This prompted me to take a pure math course, the first of several. But they seemed to abuse logic. I learned that there was an entirely different approach to mathematics, called Intuitionistic Mathematics, based on a logic which does not take the law of the excluded middle as dogma. This kind of mathematics is weaker than the ordinary kind, since it does not permit the proof of some things most mathematicians cling to as vital.

Later I learned that there were other kinds of logic, based on other axiomatizations of set theory. In other were different flavors of mathematics based on different flavors of logic. Mathematics based on ZF logic and set theory is not identical with mathematics based on VBG logic and set theory.

So, I studied logic in the philosophy department, hoping for some intuition about it. Doing so, I was exposed to Linguistic Philosophy, which was popular at the time. It attempted to argue away all philosophical questions by referring to our use of language.

To settle some of their arguments, I started studying linguistics. In the SFU Modern Languages department, where linguistics were studied, I learned the slipperiness of both syntax and semantics.

Two things came out of this. One was that mathematics could be put on a firm *semantic* foundation by going back to the old idea that it was simply the consequences of our definitions.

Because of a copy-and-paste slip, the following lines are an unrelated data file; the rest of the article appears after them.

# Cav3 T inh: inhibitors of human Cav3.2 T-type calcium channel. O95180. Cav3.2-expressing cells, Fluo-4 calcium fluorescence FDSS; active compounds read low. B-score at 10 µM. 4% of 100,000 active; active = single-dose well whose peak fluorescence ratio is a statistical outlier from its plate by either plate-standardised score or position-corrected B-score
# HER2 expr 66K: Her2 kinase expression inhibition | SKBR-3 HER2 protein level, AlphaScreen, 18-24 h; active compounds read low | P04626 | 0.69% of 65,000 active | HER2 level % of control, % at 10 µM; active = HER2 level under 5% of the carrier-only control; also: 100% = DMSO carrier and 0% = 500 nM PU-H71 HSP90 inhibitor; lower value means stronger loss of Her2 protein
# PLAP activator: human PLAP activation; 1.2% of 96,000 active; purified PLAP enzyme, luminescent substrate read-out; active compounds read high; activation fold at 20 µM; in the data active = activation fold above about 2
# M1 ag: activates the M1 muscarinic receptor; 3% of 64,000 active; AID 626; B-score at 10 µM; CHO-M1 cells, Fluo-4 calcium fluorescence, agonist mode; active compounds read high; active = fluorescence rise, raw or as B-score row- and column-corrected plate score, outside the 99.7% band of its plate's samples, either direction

The other was that Wilhelm von Humboldt’s idea that all natural languages were the expression of culture in an underlying universal language. Eventually I came to the realization that this implied that human beings were ultimately linear. This became the topic for my master’s theses. You may read about that on another website.

It has been very difficult to make any headway with my notion of mathematics as the collected consequences of our definitions, because it doesn’t seem susceptible to mathematical proof. It comes down to the same kind of argument which went on for a while between Intuitionistic and other mathematicians.

]]>Well, no. They prove that one string of symbols follows from certain others. In that, there is no argument. What they cannot and do not prove is exactly what that string of symbols actually means. That is to say, they can do syntactic transformations, but semantics is out of their domain.

That’s really all I have to say on the matter, but of course any mathematician reading this will disagree. I invite them to “prove” their point.

]]>A lot of questions. I used to have another site to discuss them, and will probably revive it.

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